Brazilian Trio Da Paz Celebrates '30' Years Together on New Zoho Music Debut [REVIEW]

By Mike Greenblatt | Feb 16, 2016 10:09 PM EST
Brazil never sounded so good: Trio Da Paz at work. (Photo : courtesy Trio Da Paz)

Thirty years in, Trio Da Paz is still making memorable experiments within Brazilian samba and bossa nova. Their seventh CD, and first for Zoho Music, is a melting pot of cultural influences, from gypsy jazz and bebop to third stream and free improvisation. The sounds they get from just guitar, bass and drums are, in a word, magic.

The CD, titled 30, is an amalgam of what they started in 1985 with their debut, Brasil From the Inside (which also featured Herbie Mann and Joanne Brackeen), only now, after three decades, they are so attuned to each other's every tic, the wave length of their improv transcends instrumental limitations.

The role of the guitar -- both electric and acoustic -- is played by Romero Lubambo. Obviously influenced by Wes Montgomery and Django Reinhardt, dig Ro go gypsy on the fast-faster-fastest "Samba Triste," an informal tribute of sorts to another guitar legend: Baden Powell [1937-2000], who set South America ablaze with his spider-like fingers on the fretboard.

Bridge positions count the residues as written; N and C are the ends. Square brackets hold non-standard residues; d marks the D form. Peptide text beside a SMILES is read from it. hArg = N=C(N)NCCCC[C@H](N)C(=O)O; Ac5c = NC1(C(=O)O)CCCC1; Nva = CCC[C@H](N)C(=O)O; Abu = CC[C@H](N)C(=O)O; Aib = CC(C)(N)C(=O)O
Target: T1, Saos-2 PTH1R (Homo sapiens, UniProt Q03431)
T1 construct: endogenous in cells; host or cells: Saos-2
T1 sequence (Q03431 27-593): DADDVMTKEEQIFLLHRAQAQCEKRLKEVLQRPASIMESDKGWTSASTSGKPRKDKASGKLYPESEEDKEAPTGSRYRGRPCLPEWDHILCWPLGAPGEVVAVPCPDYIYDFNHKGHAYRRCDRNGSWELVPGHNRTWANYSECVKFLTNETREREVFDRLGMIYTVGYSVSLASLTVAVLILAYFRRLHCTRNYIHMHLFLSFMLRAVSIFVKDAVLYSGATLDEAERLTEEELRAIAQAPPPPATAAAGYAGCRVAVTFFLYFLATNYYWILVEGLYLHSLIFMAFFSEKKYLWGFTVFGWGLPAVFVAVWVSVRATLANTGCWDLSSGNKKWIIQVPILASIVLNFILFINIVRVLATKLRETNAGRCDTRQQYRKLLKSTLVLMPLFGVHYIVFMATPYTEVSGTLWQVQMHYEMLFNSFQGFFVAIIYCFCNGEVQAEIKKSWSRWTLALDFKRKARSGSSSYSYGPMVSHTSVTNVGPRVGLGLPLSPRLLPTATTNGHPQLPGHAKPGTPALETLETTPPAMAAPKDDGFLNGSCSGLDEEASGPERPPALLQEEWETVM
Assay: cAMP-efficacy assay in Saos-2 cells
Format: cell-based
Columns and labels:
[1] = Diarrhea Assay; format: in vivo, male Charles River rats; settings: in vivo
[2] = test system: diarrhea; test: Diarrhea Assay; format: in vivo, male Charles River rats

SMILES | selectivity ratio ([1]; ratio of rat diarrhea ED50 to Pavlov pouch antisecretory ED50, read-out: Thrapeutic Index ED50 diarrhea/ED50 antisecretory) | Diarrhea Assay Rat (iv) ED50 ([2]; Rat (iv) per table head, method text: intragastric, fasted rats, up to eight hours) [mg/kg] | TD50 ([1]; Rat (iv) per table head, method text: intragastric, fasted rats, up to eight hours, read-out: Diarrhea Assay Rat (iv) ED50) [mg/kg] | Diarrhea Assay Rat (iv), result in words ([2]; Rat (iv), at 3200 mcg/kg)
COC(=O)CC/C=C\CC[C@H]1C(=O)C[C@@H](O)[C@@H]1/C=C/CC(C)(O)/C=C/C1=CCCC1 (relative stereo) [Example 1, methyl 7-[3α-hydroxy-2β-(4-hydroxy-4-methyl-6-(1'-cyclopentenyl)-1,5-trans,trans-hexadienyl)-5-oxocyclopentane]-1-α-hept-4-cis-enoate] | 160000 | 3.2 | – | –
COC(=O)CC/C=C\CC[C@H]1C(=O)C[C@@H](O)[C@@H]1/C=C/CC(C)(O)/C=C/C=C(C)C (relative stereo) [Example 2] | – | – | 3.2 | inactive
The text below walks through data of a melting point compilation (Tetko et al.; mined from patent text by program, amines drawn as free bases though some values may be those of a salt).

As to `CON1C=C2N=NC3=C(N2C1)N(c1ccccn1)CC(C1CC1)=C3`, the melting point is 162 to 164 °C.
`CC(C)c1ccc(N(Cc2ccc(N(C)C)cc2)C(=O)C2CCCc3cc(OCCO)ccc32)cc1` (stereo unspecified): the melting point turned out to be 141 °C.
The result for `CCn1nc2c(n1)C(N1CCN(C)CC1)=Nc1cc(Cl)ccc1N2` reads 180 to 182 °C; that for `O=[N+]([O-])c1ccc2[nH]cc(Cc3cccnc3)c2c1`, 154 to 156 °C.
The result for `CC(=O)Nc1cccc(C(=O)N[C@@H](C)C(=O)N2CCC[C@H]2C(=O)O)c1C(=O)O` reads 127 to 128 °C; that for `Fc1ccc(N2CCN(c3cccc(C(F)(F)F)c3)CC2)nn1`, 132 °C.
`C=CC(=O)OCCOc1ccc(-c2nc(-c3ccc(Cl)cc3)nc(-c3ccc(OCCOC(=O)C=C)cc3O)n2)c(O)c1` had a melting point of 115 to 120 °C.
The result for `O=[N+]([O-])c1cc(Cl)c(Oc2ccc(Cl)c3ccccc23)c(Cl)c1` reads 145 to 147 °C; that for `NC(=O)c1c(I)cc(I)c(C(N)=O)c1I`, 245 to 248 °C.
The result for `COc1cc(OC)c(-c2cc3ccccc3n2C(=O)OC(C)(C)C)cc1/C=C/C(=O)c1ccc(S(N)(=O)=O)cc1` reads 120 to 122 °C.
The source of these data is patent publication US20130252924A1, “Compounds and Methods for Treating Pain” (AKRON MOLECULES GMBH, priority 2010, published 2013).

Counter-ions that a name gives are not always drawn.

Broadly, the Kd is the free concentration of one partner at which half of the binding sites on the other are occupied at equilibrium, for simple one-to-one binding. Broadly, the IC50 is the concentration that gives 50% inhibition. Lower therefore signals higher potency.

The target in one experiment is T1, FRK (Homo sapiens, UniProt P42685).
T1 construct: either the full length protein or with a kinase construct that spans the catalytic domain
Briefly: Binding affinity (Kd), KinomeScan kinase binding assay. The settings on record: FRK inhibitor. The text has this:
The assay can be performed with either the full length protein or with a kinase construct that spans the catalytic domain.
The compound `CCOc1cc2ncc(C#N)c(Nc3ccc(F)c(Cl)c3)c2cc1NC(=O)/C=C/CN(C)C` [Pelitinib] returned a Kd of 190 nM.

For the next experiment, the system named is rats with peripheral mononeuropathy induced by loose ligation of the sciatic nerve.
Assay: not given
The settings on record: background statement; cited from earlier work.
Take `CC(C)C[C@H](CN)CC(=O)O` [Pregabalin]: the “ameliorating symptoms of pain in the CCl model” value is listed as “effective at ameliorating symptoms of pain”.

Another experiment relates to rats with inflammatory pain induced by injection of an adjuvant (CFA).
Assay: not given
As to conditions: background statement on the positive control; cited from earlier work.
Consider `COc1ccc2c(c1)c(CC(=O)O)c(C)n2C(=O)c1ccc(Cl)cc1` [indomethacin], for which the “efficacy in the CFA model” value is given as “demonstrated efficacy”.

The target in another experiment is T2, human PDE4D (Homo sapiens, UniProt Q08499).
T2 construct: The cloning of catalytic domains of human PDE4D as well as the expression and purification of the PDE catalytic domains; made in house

On acoustic bass is Nilson Matta, a Sao Paulo native who's been a New Yorker for 30 years. It is his "Sampa 67" which starts this joyride off on a sprightly note of intense interplay with Matta's highly idiosyncratic methodology of rubato (a slowing down and speeding up) at the track's core.

The role of the drums is played by Duduka Da Fonseca who freely switches from sticks to brushes depending on the tune. On "Outono" (autumn) for instance, a lazy autumnal bossa nova fragrance permeates the proceedings with brushed aplomb. Yet on his own "Alana," written for his daughter, he sticks it up by changing the meter three times.

Never static, always moving, the kinetic 30 is gorgeous. Here's to another 30...

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